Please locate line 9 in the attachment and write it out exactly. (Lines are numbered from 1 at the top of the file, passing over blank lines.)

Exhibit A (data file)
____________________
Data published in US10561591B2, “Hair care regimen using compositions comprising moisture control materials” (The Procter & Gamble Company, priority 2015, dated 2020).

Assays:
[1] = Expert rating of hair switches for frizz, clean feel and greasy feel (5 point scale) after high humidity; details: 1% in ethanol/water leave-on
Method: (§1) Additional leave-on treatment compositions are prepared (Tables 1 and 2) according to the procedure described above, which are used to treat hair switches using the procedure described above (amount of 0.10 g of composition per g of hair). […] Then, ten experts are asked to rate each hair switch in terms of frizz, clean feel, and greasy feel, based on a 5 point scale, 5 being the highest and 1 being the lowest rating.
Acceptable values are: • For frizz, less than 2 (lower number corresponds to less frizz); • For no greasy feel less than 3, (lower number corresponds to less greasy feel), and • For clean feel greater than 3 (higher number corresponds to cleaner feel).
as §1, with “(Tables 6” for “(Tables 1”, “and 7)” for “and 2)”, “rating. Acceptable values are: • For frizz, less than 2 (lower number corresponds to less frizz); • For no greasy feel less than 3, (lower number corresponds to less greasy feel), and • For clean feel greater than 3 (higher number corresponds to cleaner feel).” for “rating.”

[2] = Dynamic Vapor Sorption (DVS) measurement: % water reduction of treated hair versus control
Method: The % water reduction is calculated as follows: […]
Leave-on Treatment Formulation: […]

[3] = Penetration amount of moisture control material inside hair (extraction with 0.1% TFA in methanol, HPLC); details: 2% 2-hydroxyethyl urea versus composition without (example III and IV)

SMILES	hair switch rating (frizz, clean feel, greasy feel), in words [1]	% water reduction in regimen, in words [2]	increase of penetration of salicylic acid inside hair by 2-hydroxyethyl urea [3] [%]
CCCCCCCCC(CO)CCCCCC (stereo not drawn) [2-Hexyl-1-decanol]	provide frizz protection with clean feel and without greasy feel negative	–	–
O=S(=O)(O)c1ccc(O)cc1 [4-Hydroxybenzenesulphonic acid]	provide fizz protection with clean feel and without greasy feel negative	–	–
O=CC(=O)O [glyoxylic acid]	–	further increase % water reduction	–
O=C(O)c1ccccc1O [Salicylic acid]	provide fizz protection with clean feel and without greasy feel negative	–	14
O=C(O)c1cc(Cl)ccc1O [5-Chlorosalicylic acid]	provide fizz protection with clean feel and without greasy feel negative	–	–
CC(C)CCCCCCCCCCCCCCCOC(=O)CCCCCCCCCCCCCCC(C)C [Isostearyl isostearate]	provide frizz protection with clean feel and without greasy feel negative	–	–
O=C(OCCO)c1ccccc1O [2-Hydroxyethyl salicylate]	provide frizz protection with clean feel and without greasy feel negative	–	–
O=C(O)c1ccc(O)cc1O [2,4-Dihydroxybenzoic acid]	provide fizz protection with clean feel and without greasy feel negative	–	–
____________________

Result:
Leave-on Treatment Formulation: […]